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Bank of Japan officials began a two-day Policy Board meeting Monday amid growing pressure for the central bank to take additional credit-easing measures.

The first day of the meeting saw the benchmark Nikkei average plunge to a new postbubble low of 11,477.56. The fall offered grim material for BOJ policymakers to ponder, along with rising unemployment, slowing production and continued uncertainty in the global high-tech and telecommunications sectors.

With foreign and domestic pundits warning that the nation is headed for recession, attention is turning to the central bank as the economy’s sole source of salvation.

Costly fiscal policy initiatives are unlikely, with Prime Minister Junichiro Koizumi having repeatedly voiced commitment toward reining in the government debt.

Meanwhile, any move to depreciate the yen in order to help Japanese exporters amid a global slowdown is bound to provoke fierce criticism abroad, especially from Japan’s Asian neighbors.

Heizo Takenaka, minister of economic and fiscal policy, said last week that he hopes the BOJ will implement further credit-easing measures.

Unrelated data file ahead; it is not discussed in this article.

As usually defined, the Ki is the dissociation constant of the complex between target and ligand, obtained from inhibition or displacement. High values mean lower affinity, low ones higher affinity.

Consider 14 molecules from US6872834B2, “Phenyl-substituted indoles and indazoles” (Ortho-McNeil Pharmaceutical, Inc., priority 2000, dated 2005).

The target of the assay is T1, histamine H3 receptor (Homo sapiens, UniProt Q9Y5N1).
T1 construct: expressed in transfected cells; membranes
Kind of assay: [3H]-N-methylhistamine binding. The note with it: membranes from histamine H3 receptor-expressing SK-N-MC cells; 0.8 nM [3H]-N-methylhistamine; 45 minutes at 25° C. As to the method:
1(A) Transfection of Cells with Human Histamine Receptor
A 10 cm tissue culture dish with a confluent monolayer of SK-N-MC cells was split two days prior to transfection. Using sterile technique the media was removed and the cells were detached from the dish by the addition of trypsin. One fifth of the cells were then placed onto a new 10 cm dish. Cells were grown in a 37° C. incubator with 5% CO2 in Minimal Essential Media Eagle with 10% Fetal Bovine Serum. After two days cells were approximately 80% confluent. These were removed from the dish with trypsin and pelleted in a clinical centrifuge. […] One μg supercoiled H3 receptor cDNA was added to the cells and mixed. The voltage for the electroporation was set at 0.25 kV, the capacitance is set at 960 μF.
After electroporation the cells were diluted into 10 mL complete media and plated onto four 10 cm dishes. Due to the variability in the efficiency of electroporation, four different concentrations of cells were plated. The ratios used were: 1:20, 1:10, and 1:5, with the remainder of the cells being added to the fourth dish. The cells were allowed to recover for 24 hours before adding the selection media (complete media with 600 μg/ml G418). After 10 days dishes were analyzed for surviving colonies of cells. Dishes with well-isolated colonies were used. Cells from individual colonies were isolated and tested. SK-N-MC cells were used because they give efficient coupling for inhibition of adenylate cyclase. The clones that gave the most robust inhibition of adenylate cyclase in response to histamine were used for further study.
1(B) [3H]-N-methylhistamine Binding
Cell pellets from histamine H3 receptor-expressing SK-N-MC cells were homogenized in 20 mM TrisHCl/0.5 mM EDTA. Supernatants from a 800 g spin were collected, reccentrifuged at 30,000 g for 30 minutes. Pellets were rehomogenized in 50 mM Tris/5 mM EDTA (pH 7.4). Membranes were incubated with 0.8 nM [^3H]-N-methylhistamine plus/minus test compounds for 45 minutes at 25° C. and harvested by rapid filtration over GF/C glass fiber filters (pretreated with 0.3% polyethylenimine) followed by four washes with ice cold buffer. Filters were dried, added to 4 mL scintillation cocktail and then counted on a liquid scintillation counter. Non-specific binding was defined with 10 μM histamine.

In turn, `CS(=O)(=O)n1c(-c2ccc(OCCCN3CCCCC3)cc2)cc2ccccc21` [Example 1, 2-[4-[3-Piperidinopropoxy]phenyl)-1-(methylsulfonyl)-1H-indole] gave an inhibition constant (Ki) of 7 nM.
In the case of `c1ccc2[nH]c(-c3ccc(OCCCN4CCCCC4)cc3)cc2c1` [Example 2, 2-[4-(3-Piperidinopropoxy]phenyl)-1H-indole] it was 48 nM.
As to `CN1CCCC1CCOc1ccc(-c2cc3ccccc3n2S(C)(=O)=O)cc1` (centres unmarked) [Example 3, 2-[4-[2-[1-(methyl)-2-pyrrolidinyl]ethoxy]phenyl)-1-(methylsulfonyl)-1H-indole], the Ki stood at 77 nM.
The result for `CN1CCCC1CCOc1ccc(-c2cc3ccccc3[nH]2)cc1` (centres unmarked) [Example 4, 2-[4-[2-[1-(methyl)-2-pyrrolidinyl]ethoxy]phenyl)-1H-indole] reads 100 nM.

Criticism of the central bank is meanwhile mounting within the Liberal Democratic Party.

“The BOJ does not seem to think that fighting deflation is as important a part of its job as fighting inflation,” Fumio Kyuma, acting chairman of the LDP’s Policy Affairs Council, told reporters last week.

A group of other LDP members led by Kozo Yamamoto has started work on a bill to compel the BOJ to issue a public commitment to keep prices at a given level.

“We’re tired of excuses,” Yamamoto said during the group’s first meeting Thursday.

“If (BOJ officials) can’t keep prices at a certain level, then I say they are too inept to keep their jobs.”

The measures open to the central bank are limited.

Since March, the BOJ has pursued quantitative easing measures, pushing overnight interest rates close to zero by ensuring that banks hold large reserves of surplus funds.

The BOJ decided to keep these measures in place until the consumer price index rises to zero percent.

The central bank has stated repeatedly that boosting reserves of surplus funds will do little to increase liquidity. In response to calls for inflation-targeting, BOJ officials have said that targets mean very little if no one believes they are reachable in the near future.

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